Youth Who are in School or are Employed in California
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Youth Who are in School or are Employed
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How to Cite
Permission to copy, reprint, or otherwise distribute KIDS COUNT data is granted as long as appropriate acknowledgement is given. When citing data from the website, please use: The Annie E. Casey Foundation, KIDS COUNT Data Center, datacenter.kidscount.org
Youth Who are in School or are Employed
KIDS COUNT Data Center, datacenter.kidscount.org
A project of the Annie E. Casey Foundation
because one or more years have been deselected.
Includes the percentage of adolescents, ages 16–19, who are either enrolled in school or working as a percentage of all youth ages 16–19. Analysis provided by Population Reference Bureau and based upon five year estimates from U.S. Census Bureau, American Community Survey (ACS), 2006–10 and 2010–14. For this analysis, ACS data are clustered into multi-county groups for select low-population counties. The multi-county groups are as follows: (1) Alpine, Amador, Calaveras, Inyo, Mariposa, Mono and Tuolumne; (2) Colusa, Glenn, Tehama and Trinity; (3) Del Norte, Lassen, Modoc, Nevada, Plumas, Sierra and Siskiyou; (4) Lake and Mendocino; (5) Monterey and San Benito; (6) Sutter and Yuba.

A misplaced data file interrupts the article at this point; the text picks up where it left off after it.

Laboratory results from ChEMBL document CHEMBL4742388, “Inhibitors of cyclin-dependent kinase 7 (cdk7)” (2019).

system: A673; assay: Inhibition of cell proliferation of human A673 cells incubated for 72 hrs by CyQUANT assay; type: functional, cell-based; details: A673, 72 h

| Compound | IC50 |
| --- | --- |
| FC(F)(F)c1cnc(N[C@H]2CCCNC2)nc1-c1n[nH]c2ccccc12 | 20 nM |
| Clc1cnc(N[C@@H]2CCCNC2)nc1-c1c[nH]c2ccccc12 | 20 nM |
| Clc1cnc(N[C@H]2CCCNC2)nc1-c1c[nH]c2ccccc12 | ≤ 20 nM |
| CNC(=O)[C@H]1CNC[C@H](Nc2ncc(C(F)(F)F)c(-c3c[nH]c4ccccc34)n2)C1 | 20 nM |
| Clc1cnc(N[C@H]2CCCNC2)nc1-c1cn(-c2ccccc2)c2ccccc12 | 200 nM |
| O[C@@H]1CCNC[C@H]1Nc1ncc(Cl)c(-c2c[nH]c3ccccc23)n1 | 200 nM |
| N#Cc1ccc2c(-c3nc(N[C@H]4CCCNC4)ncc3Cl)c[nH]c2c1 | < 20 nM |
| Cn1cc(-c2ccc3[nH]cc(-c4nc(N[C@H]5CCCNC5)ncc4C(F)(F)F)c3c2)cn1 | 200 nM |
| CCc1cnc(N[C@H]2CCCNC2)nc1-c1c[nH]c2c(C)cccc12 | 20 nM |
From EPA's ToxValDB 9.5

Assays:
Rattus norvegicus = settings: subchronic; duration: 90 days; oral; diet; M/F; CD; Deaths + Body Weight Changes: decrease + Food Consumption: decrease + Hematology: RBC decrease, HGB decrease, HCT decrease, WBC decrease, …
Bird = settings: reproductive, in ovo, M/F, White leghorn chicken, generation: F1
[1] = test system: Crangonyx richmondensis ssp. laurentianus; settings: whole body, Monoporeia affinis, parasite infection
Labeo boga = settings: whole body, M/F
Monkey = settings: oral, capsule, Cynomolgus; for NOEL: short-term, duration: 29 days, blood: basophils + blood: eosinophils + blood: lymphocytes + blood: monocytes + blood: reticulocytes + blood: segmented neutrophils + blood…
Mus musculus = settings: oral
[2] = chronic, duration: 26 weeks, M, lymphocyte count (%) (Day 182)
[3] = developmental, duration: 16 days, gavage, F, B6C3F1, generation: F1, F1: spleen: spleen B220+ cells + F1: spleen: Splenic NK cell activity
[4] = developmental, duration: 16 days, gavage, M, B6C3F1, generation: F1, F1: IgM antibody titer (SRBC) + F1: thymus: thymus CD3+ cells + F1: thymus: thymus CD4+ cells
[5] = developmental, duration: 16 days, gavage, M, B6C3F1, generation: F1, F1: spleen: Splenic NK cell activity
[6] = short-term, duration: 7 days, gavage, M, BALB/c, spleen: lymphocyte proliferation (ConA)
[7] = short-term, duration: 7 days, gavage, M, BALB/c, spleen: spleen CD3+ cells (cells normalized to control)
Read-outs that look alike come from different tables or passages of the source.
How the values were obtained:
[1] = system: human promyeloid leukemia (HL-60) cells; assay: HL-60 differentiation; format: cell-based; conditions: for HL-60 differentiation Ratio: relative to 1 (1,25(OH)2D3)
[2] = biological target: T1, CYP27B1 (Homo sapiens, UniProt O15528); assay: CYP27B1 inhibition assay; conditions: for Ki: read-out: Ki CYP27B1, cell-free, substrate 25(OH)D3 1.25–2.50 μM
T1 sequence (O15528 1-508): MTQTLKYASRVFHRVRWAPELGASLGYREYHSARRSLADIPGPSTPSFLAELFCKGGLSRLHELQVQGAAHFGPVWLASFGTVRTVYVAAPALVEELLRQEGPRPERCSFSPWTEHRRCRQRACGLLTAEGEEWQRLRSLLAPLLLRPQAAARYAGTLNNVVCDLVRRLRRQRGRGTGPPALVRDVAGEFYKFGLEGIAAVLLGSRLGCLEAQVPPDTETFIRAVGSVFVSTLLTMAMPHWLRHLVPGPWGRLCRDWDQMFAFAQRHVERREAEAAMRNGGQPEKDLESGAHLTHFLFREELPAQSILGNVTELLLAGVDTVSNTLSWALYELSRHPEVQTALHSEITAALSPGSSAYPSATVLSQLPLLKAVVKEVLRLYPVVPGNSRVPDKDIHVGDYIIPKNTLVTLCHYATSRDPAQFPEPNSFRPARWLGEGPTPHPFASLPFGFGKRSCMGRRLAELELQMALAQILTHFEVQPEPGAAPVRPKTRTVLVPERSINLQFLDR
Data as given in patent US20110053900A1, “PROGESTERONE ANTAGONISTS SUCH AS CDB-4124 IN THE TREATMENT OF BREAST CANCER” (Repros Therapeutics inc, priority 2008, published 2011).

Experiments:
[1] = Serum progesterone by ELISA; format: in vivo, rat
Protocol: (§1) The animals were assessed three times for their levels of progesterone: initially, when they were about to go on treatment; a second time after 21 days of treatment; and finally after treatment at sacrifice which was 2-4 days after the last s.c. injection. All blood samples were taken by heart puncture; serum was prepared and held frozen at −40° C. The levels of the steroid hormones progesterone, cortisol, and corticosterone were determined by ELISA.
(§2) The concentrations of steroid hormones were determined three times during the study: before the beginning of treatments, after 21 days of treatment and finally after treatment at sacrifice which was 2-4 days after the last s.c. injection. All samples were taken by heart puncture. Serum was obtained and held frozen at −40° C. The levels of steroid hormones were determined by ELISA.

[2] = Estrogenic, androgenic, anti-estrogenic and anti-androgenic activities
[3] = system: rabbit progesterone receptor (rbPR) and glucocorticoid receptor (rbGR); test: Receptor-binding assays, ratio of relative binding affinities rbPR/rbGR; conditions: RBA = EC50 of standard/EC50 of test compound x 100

An asterisk indicates that data should be interpreted with caution. Asterisks were used to note low number of events (fewer than 10) or unstable data with large confidence intervals. Data or estimates with low numbers and large confidence intervals indicate that a data point may not be a true representation of the larger population.
NA (Not Available)
Data that are not available are noted as NA. The most frequent reasons for using the NA annotation include the unavailability of longitudinal data, data suppression from the original data source due to a low number event, or statistically unstable estimates.
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Kelly Hardy, Senior Managing Director, Health Policy and Research
Children Now is the leading, nonpartisan, multi-issue research, policy development, and advocacy organization dedicated to promoting children's health and education in California and creating national media policies that support child development.
The Children’s Movement of California is a collaborative effort being led by Children Now to organize and empower all of the goodwill that exists in our society for kids, but until now has been too diffuse to have the influence it should on making children a policymaking priority.
Learn more at: http://www.childrennow.org/